While I may be wrong, it seems like I’ve found out what the Chinese equivalent to a “family diner” is. In a given medium/large city, there are at least three mandatory dives that are always busy, crank out cheap and tasty american style meals and have the title “family diner”. You could argue that those vague “wok take-out” are “asian” dive counterparts, but those are more akin to hotdog stands than actual restaurants. And honestly, those places are empty and freaking terrifying. Dumpling restaurants fill the role of a neighbourhood diner much better: humble yet friendly locations with busy staff and food that keeps drawing in lots and lots happy customers.
The reason for my little, more than slightly pompous rant was because, surprise surprise, this isn’t the only Toronto wonton restaurant called Dumpling House. There’s another one at Spadina, which is very popular and one of my family’s favourite eateries. Thus ensued an obligatory comparison between the two throughout this post. I wondered if the names of both places were different in Chinese, perhaps a way to differentiate the two names, so I examined pictures from both to see if I could notice any similarities or differences.
This is the Gerrard Street Dumpling House. Note the same J-like character and how the left hand letter looks like a different version of the Spadina one.
Well, to my admittedly foreign and clue-less eyes, the words from both restaurants look similar, so my guess is that the Spadina title is in Traditional Chinese and the Gerrard one is in Simplified (because the characters are less intricate) or possibly one is in Cantonese. If anyone reading this knows more about Chinese than I do (which isn’t a lot), please feel free to correct my abysmal language skills in the comments.
So Dumpling House Gerrard Edition is a diner-like restaurant that serves wontons, has a generic name and smells delicious when you walk inside. Mom thought it’d be interesting to compare this restaurant to the other place, which I will now call the Mirror Dumpling in reference to people’s reflections in mirrors (what else?). I could call it “the Spadina place”, but Mirror Dumpling sounds cooler.
Right off the bat Dumpling House offers a different menu: one with more selection for non-wonton items, and conversely less varieties of dumpling fillings. However, they have three different types of wonton as opposed to the Mirror Dumpling’s two: with the addition of boiled to the list of steamed and fried (although the boiled option was closer to Mirror’s actual steamed option).
First we had boiled pork and chive dumplings, a normal choice for us. Frankly it was a tie with the Mirror Dumpling, the meat was a delicious mix between umami and salty, with flecks of green onion to add some depth.
I did notice these dumplings to be juicier, my plate was covered in warm meat grease coming from the tender pork ball wrapped inside soft, thin wonton.
Our next option was more unusual and had no Mirror counterpart that we’re familiar with: steamed egg and herb dumplings. Interestingly, they came in a basket, and were more delicately put together. The wonton itself had more flavour, tasting more like rice dough than greasy wrapping; I believe this was due to it having less moisture. Without as much juice, I found the pastry to be a little bit too tough, although others may prefer a wonton that doesn’t fall apart so easily.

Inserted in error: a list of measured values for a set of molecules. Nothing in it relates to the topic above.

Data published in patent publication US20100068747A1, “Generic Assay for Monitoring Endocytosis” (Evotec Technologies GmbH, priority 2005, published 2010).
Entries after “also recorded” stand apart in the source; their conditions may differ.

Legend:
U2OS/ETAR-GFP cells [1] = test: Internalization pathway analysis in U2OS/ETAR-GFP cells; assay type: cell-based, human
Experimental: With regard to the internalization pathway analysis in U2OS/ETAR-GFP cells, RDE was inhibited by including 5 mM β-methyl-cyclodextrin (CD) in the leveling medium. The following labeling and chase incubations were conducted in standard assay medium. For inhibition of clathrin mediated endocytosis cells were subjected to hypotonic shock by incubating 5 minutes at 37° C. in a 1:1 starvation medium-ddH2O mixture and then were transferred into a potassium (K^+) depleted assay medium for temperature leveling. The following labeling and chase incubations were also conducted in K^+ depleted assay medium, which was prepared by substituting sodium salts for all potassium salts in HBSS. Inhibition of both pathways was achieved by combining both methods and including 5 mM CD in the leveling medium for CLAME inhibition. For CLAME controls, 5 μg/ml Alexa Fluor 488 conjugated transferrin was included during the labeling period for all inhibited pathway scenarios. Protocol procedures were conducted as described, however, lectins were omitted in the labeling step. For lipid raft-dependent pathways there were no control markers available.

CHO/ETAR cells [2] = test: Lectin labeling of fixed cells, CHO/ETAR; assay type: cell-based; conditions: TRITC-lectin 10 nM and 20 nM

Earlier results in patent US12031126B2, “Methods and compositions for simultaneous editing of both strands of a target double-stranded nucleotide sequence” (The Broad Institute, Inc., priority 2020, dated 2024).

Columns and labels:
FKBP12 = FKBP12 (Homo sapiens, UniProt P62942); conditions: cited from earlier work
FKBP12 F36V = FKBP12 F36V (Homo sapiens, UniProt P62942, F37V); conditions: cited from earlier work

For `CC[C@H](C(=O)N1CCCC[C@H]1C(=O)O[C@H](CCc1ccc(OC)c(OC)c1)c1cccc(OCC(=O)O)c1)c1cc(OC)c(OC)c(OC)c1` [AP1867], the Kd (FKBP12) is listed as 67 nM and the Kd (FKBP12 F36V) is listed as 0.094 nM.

I do think it worked well with the filling, a wonderful blend of green herbs and mild, finely chopped egg. The softer flavours worked well with a steamed wonton, although the first dumpling tasted better than the last one of the batch. Make of that what you will, I liked it more than mom did.
Third up were the pan fried beef, which came in a disappointingly smaller batch and made up for it with their individually larger size. Again, I liked those more than mom, who preferred the Mirror Dumpling for its crispy dough on top and less juicy meat. These dumplings squirted when you bit into them, while it proved how moist they were, it was actually kind of annoying on the first bite. I quite liked the beef, although it was pretty much flavoured by grease and a touch of garlic and basic seasoning. Oddly this was quite attractive in its own way and reminded me somewhat of beef in wonton soup, but swimming in its own juice instead of broth.
For dessert, we had red bean pancakes, something new that I wanted to try out. They were quite simple and mild, tasting familiar to me in a way I couldn’t put my finger on. The dough was thin and flat, cut into little triangles and wrapped around sweetened bean paste. I’d say it’s best for people who like desserts that aren’t sickeningly sweet or rich, although anyone who’s already full from their meal would like them.
Pros: has a diverse menu, lots of non-dumpling options, and even the wonton choices have variety: the steamed egg and fried beef dumplings were polar opposites. Also has a cozy decorative interior and very low prices. Less busy and crowded with customers than the Spadina place.
Cons: I can’t think of any true cons, other than what may only apply to some people (see below)
Pro/Cons: some people may like Gerrard’s dumplings better, or Spadina’s, I can’t really accommodate for personal taste. Also in comparison with Spadina, some people may be closer to one than the other; I live on Gerrard and this place is inbetween my house and Spadina.
Verdict: Dumpling House is quite recommendable for anyone who wants large plates of tasty dumplings for a good price in a local wonton place. As I’ve said, preferences may vary and this isn’t exactly a high-end or fancy restaurant, but it is great for a good meal.
Dumpling House 619 Gerrard Street East